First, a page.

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Oxygen can be wild—your DNA helps tame it

Training for a marathon and powerlifting require two very different routines, but you’re likely to come across one line of advice no matter what your goal is: Breathe! That’s because our muscles need oxygen to produce energy—the same energy that helps you lift weights and run long distances. But while oxygen is vital, it also has destructive potential. Highly unstable forms of oxygen called oxygen radicals are generated during exercise and have the power to destroy proteins, wreak havoc on DNA molecules, and even kill the muscle cells they’re in. To prevent this from happening, your body relies on protective proteins, one of which is simply known as catalase.
The oxygen we breathe is made from two oxygen molecules tightly bound to one another—represented as O2. Once in our lungs, the oxygen diffuses into our bloodstream where its can be distributed throughout the body. If you’ve ever taken a biology course, you may know what happens next: the O2 molecule is sent to the mitochondria—popularly referred to as the “powerhouse” of the cell—where the two oxygen molecules are split apart, and then converted into water and carbon dioxide. Cells do this because it helps them generate energy that’s used elsewhere in the cell.
What’s important to know is that splitting of the O2 molecule is where things can go wrong. Once separated, the oxygen molecules form what’s known as reactive oxygen species (ROS) which are extremely unstable—meaning they’re quick to latch onto nearby proteins, fats, and other chemicals. When this happens, it can alter (and sometimes destroy) the chemical structure of whatever it latches onto. Most of the time, our cells are able to keep control of ROS and prevent them from escaping the mitochondria. But occasionally, some ROS do break loose, and that’s where antioxidant systems come into play.

 

While oxygen is vital, it also has destructive potential

One of those antioxidant systems involves catalase, a specialized protein whose job is to neutralize specific types of ROS (H2O2) before they can do any harm. When a cell detects that ROS levels are rising, it will respond by turning on the CAT gene which then tells the cell how to make more of the catalase protein. This is how catalase protects our muscles during exercise1,2.
In order to meet the demands of weight lifting, running, hiking, and other forms of exercise, our muscles have to strike a balance between generating and neutralizing ROS1. In some situations, ROS can actually serve an important role that helps normal cell function. In muscle cells, ROS can promote the release of calcium stores that then flood the cell and cause it to contract. Even though ROS are generated to help the muscle contract, some leak out from the mitochondria. The combined effect of this is an increase in the amount of potentially damaging ROS during exercise, which needs to be carefully regulated1. To prevent unwanted effects from ROS, catalase (along with other similar proteins) helps defend our muscle cells from damage and keeps them healthy1,2. But for some people, a small change in the DNA sequence coding for CAT can decrease their ability to neutralize ROS.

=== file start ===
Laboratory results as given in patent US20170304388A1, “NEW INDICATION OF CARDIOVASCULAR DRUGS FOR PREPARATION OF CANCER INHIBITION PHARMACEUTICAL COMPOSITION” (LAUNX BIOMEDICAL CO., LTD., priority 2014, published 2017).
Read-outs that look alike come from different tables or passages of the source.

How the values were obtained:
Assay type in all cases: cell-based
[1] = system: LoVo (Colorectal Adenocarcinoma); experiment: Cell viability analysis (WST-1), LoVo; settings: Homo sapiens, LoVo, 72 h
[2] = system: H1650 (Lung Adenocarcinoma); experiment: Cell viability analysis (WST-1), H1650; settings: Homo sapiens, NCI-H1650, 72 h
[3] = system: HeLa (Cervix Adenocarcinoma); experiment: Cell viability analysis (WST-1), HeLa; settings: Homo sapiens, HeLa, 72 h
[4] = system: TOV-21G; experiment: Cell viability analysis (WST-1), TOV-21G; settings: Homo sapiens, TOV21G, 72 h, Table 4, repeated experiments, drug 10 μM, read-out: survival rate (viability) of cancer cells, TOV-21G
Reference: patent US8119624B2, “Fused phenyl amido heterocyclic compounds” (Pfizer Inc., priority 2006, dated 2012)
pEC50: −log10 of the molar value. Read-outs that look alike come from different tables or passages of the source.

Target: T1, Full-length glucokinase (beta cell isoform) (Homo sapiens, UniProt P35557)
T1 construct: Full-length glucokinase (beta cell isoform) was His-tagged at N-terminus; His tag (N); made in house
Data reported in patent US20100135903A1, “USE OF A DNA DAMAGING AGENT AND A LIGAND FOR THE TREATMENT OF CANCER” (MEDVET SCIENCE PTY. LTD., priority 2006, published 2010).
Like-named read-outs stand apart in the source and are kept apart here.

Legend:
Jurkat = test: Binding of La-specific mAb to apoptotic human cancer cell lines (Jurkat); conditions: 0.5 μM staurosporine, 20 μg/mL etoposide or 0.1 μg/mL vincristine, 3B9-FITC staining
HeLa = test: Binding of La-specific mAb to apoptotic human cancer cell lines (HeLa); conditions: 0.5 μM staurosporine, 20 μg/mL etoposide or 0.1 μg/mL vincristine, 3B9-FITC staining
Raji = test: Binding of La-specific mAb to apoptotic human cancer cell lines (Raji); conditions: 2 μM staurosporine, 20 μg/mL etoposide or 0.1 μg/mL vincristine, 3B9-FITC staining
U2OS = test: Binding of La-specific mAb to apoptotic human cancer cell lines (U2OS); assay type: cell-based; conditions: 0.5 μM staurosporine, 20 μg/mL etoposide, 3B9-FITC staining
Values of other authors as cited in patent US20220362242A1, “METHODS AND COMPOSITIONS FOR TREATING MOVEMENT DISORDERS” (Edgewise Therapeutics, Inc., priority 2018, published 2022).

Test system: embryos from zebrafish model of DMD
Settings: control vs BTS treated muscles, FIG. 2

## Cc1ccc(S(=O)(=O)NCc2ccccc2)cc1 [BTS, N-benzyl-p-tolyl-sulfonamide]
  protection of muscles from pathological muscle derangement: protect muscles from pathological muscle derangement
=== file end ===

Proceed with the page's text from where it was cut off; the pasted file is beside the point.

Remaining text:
Genetic studies have found that a single base change in the CAT gene can diminish a person’s ability to make catalase3-6. Exactly what effect this has on a person’s muscles during exercise is unclear, but it’s believed that lower levels of catalase may lead to increased muscle damage during strenuous workouts that would require longer periods of rest. Some studies suggest that it may be possible to counterbalance this effect by eating fruits and vegetables that are rich in antioxidants (like vitamins C and E)6. Research into how this change in the CAT gene affects athleticism and whether a person’s diet can overcome this impact is a topic of ongoing research. Notably, some findings indicate that a person’s ethnicity and gender may modify the effect of this variant, which highlights the fact that regulation of ROS is a complex process that involves many factors beyond catalase6.

 

1He, Feng et al. “Redox Mechanism of Reactive Oxygen Species in Exercise.” Frontiers in Physiology 7 (2016): 486. PMC. Web. 29 Aug. 2018.
2Nadif, Rachel et al. “Association of CAT Polymorphisms with Catalase Activity and Exposure to Environmental Oxidative Stimuli.” Free Radical Research39.12 (2005): 1345–1350. PMC. Web. 29 Aug. 2018.
3Saify, Khyber, Iraj Saadat, and Mostafa Saadat. “Influence of A-21T and C-262T Genetic Polymorphisms at the Promoter Region of the Catalase (CAT) on Gene Expression.” Environmental Health and Preventive Medicine 21.5 (2016): 382–386. PMC. Web. 29 Aug. 2018.
4Kopp, Tine Iskov et al. “Association between Single Nucleotide Polymorphisms in the Antioxidant Genes CAT, GR and SOD1, Erythrocyte Enzyme Activities, Dietary and Life Style Factors and Breast Cancer Risk in a Danish, Prospective Cohort Study.” Oncotarget 8.38 (2017): 62984–62997. PMC. Web. 29 Aug. 2018.
5Bastaki, Maria, et al. “Genotype Activity Relationship for Mn-Superoxide Dismutase, Glutathione Peroxidase 1 and Catalase in Humans.” Pharmacogenetics and Genomics, vol. 16, no. 4, 2006, pp. 279–286., doi:10.1097/01.fpc.0000199498.08725.9c.
6Ahn, J. “Associations between Catalase Phenotype and Genotype: Modification by Epidemiologic Factors.” Cancer Epidemiology Biomarkers & Prevention, vol. 15, no. 6, Jan. 2006, pp. 1217–1222., doi:10.1158/1055-9965.epi-06-0104.
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